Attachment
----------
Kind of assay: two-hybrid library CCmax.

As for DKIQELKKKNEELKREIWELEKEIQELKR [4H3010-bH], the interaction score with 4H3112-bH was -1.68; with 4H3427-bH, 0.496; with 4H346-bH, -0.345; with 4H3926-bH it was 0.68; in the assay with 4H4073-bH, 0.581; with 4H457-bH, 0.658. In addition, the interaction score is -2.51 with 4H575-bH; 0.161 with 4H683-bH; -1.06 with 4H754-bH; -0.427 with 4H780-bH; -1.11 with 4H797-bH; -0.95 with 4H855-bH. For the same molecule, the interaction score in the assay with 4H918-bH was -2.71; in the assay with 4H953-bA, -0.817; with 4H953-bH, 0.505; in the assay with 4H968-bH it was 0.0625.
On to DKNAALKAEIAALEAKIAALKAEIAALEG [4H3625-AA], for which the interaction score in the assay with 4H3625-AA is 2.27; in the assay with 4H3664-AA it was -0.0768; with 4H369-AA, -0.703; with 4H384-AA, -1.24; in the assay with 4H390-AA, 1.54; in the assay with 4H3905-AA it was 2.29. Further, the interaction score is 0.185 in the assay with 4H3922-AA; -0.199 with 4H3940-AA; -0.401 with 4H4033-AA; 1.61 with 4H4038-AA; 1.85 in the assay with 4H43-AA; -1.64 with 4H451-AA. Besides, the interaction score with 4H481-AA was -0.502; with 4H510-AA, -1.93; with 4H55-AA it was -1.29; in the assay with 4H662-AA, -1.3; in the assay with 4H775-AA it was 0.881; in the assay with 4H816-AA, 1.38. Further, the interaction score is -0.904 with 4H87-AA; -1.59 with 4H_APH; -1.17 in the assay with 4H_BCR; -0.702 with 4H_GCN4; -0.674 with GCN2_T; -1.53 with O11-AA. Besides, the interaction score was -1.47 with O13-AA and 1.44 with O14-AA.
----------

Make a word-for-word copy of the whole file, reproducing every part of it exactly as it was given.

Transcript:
Kind of assay: two-hybrid library CCmax.

As for DKIQELKKKNEELKREIWELEKEIQELKR [4H3010-bH], the interaction score with 4H3112-bH was -1.68; with 4H3427-bH, 0.496; with 4H346-bH, -0.345; with 4H3926-bH it was 0.68; in the assay with 4H4073-bH, 0.581; with 4H457-bH, 0.658. In addition, the interaction score is -2.51 with 4H575-bH; 0.161 with 4H683-bH; -1.06 with 4H754-bH; -0.427 with 4H780-bH; -1.11 with 4H797-bH; -0.95 with 4H855-bH. For the same molecule, the interaction score in the assay with 4H918-bH was -2.71; in the assay with 4H953-bA, -0.817; with 4H953-bH, 0.505; in the assay with 4H968-bH it was 0.0625.
On to DKNAALKAEIAALEAKIAALKAEIAALEG [4H3625-AA], for which the interaction score in the assay with 4H3625-AA is 2.27; in the assay with 4H3664-AA it was -0.0768; with 4H369-AA, -0.703; with 4H384-AA, -1.24; in the assay with 4H390-AA, 1.54; in the assay with 4H3905-AA it was 2.29. Further, the interaction score is 0.185 in the assay with 4H3922-AA; -0.199 with 4H3940-AA; -0.401 with 4H4033-AA; 1.61 with 4H4038-AA; 1.85 in the assay with 4H43-AA; -1.64 with 4H451-AA. Besides, the interaction score with 4H481-AA was -0.502; with 4H510-AA, -1.93; with 4H55-AA it was -1.29; in the assay with 4H662-AA, -1.3; in the assay with 4H775-AA it was 0.881; in the assay with 4H816-AA, 1.38. Further, the interaction score is -0.904 with 4H87-AA; -1.59 with 4H_APH; -1.17 in the assay with 4H_BCR; -0.702 with 4H_GCN4; -0.674 with GCN2_T; -1.53 with O11-AA. Besides, the interaction score was -1.47 with O13-AA and 1.44 with O14-AA.